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  • Earn your 'Mastery' certificate in 5 steps

  • I need your help. A few months ago I had a bold, audacious idea. It involved designing and offering an online (computer-based) series of courses focused on need-to-know information for older adults. I envisioned it available without cost, and so attractive to aging adults and their family members that taking the courses would feel almost like drinking chocolate milk.
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  • I need your help. A few months ago I had a bold, audacious idea. It involved designing and offering an online (computer-based) series of courses focused on need-to-know information for older adults. I envisioned it available without cost, and so attractive to aging adults and their family members that taking the courses would feel almost like drinking chocolate milk.
    I'm not sure where I got that milk analogy, but I must have had a particularly delicious, rich-tasting (nonfat, of course) glass of chocolate milk around that time and the experience guided my continued thinking.
    I envisioned five courses resulting in a "Mastery of Aging Well" certificate. The first topic would be "Age-Related Memory Difficulties." A National Council on Aging (NCOA) study identified it as the issue we most worry about as we age.
    In that same study, researchers also found loneliness was right up there in the "worry about/need-to-know-more" category. So sensing a relationship between loneliness and depression, the second course would be called "Depression in Later Life." By the way, as many as one-third of people over 65 are reported as having depression in some form. Very treatable, by the way — early intervention is key.
    Let me share my entire vision and then I'll show you where I need your help — stay with me. Maybe you could have a glass of chocolate milk while you read this — or opt for hot chocolate if you prefer.
    The third course would be "Medication Jeopardy." I see it as containing loads of helpful hints to assure medications are taken safely.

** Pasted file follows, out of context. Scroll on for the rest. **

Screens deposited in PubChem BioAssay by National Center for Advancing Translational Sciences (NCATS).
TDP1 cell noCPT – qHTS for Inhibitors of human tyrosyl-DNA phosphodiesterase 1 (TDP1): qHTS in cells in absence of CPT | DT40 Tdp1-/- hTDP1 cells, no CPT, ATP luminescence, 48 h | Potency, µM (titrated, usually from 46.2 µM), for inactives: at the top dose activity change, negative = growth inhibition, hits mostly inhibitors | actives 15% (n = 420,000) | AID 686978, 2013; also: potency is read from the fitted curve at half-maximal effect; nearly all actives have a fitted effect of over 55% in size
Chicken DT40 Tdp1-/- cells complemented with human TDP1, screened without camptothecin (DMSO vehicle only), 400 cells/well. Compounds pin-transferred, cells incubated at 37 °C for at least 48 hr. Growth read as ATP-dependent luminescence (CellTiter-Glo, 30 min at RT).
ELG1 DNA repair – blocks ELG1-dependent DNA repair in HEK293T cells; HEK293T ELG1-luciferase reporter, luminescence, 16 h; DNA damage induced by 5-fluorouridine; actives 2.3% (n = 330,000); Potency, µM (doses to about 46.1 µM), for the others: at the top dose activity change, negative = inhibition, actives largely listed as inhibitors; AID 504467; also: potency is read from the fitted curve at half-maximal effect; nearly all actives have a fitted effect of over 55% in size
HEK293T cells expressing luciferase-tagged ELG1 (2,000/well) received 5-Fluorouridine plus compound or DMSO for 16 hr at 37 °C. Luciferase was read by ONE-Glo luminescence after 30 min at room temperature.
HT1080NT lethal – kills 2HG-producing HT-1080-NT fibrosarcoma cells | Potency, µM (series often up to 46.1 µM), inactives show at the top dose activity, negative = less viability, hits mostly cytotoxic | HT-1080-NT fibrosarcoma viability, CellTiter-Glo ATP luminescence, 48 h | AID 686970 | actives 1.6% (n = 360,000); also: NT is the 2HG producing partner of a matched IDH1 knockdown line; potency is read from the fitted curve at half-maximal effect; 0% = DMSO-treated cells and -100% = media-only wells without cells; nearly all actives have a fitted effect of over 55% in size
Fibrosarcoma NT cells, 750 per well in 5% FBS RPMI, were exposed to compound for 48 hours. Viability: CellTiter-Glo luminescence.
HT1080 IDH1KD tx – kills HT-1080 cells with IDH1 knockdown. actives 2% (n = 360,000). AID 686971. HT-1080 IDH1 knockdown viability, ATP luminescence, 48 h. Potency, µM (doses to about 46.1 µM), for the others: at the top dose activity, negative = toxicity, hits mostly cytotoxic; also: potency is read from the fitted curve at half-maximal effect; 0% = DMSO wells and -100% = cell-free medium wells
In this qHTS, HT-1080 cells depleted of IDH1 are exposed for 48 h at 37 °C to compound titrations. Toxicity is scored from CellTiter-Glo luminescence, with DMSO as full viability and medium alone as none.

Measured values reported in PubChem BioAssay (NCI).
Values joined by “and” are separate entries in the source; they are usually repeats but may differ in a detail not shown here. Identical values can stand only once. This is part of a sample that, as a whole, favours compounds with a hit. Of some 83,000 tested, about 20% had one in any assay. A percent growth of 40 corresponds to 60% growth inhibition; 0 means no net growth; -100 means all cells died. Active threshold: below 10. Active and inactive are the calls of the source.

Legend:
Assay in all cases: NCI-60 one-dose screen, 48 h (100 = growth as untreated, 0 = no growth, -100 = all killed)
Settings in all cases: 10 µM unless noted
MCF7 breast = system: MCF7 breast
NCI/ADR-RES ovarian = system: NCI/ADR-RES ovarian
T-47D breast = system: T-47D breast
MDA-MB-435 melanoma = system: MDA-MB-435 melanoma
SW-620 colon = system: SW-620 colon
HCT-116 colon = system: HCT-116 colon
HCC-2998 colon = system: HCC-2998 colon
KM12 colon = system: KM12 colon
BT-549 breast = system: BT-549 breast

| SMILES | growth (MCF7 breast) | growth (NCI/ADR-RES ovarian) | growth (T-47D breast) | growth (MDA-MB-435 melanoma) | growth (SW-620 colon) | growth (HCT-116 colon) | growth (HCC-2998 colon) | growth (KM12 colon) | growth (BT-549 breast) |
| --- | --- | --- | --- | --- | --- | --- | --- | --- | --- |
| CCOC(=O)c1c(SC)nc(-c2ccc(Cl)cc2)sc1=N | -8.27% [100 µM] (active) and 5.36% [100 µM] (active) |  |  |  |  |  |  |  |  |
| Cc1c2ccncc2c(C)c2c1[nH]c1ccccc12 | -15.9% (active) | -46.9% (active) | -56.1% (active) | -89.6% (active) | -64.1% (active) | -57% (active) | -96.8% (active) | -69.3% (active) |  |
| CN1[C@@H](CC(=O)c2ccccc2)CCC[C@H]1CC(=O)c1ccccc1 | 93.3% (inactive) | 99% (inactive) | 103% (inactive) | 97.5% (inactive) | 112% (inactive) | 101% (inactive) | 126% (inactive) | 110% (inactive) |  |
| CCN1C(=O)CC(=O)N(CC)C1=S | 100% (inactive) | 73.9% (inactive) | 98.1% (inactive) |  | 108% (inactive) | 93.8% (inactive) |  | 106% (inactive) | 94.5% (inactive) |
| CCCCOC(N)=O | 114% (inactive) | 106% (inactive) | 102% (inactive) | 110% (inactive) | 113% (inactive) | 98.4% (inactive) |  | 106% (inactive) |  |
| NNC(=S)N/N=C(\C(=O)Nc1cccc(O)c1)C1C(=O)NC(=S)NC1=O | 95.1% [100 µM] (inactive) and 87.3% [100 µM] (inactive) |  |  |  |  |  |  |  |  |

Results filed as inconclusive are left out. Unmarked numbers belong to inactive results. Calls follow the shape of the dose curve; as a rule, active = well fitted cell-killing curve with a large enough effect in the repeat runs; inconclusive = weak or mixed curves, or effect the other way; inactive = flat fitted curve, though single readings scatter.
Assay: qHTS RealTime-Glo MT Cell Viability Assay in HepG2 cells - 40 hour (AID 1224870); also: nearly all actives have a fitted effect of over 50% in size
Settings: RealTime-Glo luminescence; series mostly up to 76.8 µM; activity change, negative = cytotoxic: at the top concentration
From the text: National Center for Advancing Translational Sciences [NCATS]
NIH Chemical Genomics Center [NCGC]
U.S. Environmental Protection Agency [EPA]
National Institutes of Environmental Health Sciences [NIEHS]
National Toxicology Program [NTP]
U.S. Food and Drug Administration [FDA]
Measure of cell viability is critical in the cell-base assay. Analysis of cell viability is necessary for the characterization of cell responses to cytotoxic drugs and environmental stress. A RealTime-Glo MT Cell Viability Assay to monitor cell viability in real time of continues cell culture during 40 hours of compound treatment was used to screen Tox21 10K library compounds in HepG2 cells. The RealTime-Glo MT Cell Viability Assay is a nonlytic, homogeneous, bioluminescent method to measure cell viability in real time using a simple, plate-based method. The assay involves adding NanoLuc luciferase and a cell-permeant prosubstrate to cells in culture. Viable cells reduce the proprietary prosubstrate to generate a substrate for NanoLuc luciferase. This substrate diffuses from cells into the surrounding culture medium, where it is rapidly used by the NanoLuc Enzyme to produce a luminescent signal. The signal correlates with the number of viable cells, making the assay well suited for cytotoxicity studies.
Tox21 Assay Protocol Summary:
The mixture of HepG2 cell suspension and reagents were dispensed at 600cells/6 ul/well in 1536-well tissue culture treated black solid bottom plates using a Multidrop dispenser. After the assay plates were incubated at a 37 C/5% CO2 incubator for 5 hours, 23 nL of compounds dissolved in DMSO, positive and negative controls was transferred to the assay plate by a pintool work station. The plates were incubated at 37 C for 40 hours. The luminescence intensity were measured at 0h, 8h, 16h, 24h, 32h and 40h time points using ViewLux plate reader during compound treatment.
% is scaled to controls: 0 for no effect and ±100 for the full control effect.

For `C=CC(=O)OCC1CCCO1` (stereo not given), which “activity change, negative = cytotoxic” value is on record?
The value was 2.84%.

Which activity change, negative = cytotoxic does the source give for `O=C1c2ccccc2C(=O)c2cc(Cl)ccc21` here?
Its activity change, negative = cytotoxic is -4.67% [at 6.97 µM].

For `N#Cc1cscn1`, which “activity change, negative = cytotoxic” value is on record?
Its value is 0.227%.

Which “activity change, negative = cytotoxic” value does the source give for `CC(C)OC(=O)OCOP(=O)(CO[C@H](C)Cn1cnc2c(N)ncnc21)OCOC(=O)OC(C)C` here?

For example, ideas about what you say to your doctor when he says — "Let's start you a new medication." (Hint: Are there lifestyle changes I could make so I wouldn't have to take that medication?")
    The fourth course is "Food as Medicine." Again, it's full of commonsense information about how food affects us as we age. For example, a food that helps with constipation (a possible problem when you take lots of medications) is canned pumpkin. It's nice to know that with Thanksgiving coming up, right?
    And, finally, there's a course on physical activity and aging. My working title is: "It's a Beautiful Thing: Aging Bodies in Motion." Love that title.
    I really thought creating this "mastery series" was important. I'm a follow-through person, so I wrote a proposal and acquired a grant (time out for a quiet "yippee") to support development. And now I'm on point to design and implement "Mastery of Aging Well" for the entire world to use. (I know — a bit over the top, I do tend to get that way sometimes).
    Experts at Oregon State University who are savvy about online education are supporting me with all this, as is Oregon's AARP (big "yippee!"). Before we proceed further, I will also need your support. So, would you please go to http://tinyurl.com/aging-well-survey and provide me with feedback. When you've completed the survey (it takes only a few minutes) — and you have until Dec. 31 — you will be automatically entered in a drawing for a $250 Harry and David gift certificate!
    Willing? Thank you
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